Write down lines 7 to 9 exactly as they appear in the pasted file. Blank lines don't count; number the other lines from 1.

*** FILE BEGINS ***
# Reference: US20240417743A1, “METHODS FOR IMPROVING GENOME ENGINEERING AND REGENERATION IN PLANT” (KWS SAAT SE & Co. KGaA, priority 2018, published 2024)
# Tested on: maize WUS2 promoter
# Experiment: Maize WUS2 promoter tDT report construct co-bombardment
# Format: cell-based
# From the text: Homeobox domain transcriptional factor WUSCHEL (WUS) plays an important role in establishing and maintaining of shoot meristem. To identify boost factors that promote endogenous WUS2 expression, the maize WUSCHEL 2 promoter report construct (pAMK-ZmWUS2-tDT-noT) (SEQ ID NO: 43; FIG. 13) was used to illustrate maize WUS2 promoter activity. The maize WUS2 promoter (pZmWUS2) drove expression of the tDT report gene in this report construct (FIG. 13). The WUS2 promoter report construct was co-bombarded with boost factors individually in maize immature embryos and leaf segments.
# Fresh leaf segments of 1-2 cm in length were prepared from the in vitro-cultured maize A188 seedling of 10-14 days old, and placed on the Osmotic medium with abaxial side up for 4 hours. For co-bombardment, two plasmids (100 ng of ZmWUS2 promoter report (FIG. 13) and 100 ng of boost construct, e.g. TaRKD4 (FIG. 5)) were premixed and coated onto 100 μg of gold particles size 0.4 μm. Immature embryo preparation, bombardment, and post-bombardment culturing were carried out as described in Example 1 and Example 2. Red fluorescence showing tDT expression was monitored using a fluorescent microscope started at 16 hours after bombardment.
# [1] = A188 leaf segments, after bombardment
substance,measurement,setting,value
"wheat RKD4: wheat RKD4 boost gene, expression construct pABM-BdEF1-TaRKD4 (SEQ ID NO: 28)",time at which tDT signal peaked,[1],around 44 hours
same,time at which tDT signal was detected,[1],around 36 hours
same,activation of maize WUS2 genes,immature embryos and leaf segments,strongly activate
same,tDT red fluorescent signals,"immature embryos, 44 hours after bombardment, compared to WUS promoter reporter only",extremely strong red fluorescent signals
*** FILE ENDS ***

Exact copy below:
# [1] = A188 leaf segments, after bombardment
substance,measurement,setting,value
"wheat RKD4: wheat RKD4 boost gene, expression construct pABM-BdEF1-TaRKD4 (SEQ ID NO: 28)",time at which tDT signal peaked,[1],around 44 hours